Of Montreal has built a career on exuberant, sweet concept albums that bounce with life and love. "The Gay Parade" is a snapshot of them at their best -- it has the strangeness of "Cocquelicot," but is more accessable. These songs cheery oddball pop, but it sounds so uncalculated that it never quite sounds twee.
The acoustic/piano-ballad "Old Familiar Way" starts off the album, but it mostly focuses on how "It's amazing the wonders you can find/Just by stepping outside." Only at the end does Kevin Barnes greet listeners with "Welcome to the Gay Parade!" The album then switches to a bunch of songs about the glorious people, such as the bouncy dancey "Fun-Loving Nun," singsong "Tulip Baroo," and "The Miniature Philosopher."
While describing boxers, grandfathers and stuttering organ grinders, Barnes and Co. don't stray away from their typical little sweet songs: there's a carnival sound to "March of the Gay Parade," a goofy little sweet song. Elsewhere Barnes sings eagerly about the "Domestic Life," longs for special friends, and chronicles the story of Niki Coco, before finally bidding farewell in "The Gay Parade Outro."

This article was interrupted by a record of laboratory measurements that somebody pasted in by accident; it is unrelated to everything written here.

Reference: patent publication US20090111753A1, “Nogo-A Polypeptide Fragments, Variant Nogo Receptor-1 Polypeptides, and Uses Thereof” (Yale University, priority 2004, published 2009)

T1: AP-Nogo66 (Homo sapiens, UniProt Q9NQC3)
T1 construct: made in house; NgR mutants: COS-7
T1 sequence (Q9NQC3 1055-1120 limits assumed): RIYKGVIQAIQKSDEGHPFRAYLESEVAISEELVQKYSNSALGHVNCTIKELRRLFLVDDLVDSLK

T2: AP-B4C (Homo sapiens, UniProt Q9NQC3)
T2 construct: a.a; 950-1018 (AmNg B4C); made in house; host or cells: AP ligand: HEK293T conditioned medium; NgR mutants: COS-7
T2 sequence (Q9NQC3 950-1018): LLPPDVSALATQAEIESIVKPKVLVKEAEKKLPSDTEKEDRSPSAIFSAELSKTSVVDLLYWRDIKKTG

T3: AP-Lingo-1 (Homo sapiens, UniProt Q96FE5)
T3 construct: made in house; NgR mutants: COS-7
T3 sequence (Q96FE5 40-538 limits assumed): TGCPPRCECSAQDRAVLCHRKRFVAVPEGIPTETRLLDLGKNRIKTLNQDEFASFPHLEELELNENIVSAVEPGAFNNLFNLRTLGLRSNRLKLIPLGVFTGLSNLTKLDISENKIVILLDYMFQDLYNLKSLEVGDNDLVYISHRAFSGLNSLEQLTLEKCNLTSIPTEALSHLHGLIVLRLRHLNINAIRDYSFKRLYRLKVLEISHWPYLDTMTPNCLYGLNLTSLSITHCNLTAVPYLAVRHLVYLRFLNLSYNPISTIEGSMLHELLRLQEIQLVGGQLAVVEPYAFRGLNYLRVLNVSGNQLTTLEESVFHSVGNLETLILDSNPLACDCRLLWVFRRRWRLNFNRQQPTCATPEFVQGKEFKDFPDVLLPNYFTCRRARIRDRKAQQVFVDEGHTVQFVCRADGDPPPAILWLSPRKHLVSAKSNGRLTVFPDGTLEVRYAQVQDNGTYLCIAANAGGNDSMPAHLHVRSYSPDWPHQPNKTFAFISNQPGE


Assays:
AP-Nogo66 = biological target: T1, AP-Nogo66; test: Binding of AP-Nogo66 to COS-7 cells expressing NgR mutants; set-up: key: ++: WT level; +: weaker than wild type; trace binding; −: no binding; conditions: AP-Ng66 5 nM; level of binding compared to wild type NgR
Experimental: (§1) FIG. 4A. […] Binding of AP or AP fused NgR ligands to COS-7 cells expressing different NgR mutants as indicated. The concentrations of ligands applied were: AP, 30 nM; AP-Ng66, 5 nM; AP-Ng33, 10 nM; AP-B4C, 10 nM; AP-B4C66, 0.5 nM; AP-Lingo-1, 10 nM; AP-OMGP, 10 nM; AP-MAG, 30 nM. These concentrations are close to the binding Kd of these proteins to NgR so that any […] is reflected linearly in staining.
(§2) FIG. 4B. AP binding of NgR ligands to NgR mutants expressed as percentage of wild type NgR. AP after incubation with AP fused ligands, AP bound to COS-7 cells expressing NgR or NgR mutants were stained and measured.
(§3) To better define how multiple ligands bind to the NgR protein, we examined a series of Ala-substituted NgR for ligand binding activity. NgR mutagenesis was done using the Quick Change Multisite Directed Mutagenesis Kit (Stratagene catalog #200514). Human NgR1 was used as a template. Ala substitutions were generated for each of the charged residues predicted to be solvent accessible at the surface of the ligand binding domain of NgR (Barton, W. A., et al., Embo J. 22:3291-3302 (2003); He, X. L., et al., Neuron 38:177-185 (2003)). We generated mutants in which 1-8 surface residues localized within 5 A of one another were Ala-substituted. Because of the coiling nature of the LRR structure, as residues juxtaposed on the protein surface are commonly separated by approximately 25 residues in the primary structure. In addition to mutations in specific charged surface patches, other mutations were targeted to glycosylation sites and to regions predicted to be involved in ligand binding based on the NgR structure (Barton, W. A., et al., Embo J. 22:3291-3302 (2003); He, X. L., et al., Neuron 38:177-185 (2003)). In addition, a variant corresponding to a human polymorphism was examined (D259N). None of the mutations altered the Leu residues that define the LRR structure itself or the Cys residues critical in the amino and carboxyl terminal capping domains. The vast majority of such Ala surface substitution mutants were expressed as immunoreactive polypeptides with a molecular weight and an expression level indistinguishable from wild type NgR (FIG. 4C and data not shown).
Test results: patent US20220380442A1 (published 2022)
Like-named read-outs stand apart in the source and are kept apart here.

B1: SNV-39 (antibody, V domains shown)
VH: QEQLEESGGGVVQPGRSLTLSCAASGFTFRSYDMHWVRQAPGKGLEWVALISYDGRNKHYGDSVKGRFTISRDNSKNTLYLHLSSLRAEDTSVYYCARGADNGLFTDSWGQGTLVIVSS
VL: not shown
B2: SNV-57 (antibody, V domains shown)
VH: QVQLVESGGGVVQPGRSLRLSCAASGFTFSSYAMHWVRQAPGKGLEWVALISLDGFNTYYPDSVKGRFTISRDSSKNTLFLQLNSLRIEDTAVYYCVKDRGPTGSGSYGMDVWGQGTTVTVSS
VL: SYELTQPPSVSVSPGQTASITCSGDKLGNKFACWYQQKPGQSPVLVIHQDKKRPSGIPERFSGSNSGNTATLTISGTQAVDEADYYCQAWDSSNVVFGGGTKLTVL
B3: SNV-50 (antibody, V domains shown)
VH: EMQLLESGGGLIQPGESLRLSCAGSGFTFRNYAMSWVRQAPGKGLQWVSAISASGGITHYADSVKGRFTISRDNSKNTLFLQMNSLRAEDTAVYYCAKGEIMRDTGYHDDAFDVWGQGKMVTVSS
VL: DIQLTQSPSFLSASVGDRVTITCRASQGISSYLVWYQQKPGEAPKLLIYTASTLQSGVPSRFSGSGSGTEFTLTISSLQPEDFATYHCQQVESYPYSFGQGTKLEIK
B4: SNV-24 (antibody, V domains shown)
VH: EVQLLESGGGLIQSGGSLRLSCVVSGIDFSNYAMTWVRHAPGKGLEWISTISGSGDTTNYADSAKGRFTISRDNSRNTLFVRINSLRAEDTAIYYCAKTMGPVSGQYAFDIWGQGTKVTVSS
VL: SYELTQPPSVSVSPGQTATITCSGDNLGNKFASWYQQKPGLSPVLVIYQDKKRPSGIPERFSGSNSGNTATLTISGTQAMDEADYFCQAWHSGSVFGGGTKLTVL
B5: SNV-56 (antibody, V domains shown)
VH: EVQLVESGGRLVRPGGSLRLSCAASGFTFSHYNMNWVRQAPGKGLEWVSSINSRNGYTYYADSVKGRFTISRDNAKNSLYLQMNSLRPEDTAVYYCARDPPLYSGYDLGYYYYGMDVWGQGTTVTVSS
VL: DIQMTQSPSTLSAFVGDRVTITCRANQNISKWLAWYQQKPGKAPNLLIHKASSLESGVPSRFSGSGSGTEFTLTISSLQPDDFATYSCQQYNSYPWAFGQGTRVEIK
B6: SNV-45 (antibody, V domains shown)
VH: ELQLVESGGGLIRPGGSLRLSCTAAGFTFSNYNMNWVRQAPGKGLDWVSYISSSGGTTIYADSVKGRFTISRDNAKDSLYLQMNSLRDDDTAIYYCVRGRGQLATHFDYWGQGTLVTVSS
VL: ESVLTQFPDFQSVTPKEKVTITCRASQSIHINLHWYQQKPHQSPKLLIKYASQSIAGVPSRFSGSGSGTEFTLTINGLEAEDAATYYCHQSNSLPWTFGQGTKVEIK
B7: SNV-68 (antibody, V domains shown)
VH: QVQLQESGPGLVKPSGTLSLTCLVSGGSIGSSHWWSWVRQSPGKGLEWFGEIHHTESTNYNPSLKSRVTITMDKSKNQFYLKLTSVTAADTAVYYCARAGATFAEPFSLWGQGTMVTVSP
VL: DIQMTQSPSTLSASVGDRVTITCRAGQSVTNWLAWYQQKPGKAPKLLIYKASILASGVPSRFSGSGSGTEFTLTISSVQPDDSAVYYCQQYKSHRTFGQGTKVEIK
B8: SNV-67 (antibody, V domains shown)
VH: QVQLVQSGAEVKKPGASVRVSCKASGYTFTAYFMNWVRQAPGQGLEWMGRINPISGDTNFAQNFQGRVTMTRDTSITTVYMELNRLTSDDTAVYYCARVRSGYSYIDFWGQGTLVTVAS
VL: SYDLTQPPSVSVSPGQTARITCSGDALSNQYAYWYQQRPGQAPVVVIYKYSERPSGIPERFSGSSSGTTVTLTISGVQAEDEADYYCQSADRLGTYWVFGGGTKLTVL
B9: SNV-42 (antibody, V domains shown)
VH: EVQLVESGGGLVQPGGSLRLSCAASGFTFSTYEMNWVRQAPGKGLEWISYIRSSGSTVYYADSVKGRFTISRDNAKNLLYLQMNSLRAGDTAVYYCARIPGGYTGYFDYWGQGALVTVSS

The entire album more or less revolves around the Gay Parade, and how much happier the people in it (and near it) are. The general feeling is that it's not so much a real gathering as a state of mind -- enjoying the little things, "making friends with trees and animals," and seeing the magic of the world.
The songs rely heavily on Barnes' acoustic guitar, and the sweet piano pop that comes into the intro and outro. Little chimes and psychedelic swooshes give it an even more whimsical feel. And an electric organ gives a sort of dancey fun feel to "Fun Loving Nun," to the point where it's hard to notice Barnes' weird lyrics.
Kevin Barnes has that sort of likably offbeat voice that really sounds good in oddball pop. Sort of like Jeff Mangum, but a bit less nasal. And the songwriting is either goofy ("I'd be a yellow feathered loon for you baby/Be a German shepherd on the moon for you baby") or brilliant ("He would suddenly appear at Meg's door/He'd rent a mariachi band and respectfully demand/His dear Meg to take his hand/And to be his forever more"). You make the call -- often they're both.
Somehow the most enjoyable part of the whole thing is where where Barnes solemnly informs us, "Now that you know the way/And perhaps someday/You'll be able to stay with us/Forever inside the gay parade." In other words, hit repeat.